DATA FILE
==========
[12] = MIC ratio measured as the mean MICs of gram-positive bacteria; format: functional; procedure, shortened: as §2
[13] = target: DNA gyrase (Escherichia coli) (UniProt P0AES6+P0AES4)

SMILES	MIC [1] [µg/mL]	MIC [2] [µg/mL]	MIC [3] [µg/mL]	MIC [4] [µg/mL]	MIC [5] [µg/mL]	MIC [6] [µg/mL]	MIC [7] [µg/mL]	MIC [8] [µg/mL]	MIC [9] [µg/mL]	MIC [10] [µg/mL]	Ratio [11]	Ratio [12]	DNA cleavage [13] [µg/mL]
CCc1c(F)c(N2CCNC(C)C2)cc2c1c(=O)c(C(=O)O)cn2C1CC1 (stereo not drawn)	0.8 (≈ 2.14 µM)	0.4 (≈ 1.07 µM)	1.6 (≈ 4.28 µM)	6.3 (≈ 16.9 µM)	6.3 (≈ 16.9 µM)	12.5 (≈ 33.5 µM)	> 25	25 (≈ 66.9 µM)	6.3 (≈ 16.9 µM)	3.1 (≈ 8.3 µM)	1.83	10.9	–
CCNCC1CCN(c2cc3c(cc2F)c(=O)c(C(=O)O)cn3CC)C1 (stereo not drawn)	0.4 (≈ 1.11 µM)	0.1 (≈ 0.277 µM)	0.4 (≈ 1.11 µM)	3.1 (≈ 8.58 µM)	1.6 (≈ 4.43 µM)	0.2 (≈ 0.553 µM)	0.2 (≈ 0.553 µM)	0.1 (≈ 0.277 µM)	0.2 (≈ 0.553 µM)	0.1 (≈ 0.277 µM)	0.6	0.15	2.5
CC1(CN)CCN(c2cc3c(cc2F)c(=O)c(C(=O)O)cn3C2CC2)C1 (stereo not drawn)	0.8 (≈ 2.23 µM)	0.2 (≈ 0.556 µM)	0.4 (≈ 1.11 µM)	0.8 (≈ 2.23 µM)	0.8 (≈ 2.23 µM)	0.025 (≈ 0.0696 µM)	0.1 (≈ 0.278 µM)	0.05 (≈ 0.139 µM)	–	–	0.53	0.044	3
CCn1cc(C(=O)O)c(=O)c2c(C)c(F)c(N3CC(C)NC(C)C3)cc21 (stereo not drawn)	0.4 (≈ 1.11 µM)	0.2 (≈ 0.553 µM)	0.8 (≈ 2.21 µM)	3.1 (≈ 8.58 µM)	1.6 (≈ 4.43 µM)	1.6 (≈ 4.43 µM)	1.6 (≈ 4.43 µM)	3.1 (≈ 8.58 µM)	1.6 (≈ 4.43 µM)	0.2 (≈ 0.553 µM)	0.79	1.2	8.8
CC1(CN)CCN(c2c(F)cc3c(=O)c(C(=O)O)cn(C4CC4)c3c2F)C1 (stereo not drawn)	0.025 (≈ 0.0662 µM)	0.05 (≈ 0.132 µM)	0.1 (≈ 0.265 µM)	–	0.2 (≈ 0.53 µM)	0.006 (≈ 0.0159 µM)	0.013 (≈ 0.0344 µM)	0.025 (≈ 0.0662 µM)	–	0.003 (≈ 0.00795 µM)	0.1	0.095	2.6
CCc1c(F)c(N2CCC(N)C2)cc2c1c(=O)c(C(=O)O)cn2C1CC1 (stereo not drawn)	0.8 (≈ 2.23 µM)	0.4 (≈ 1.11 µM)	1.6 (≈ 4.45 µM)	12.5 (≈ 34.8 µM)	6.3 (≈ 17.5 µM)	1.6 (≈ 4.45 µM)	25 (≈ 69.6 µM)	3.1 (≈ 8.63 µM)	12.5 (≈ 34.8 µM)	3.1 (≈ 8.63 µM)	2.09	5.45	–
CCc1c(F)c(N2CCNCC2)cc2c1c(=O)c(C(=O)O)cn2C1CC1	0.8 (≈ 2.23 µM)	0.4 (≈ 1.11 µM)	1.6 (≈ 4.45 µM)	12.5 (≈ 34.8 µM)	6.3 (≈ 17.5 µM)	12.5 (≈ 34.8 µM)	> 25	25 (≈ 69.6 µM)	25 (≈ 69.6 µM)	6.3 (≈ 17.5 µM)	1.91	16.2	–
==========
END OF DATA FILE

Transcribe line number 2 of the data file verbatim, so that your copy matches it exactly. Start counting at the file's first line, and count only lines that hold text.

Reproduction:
[13] = target: DNA gyrase (Escherichia coli) (UniProt P0AES6+P0AES4)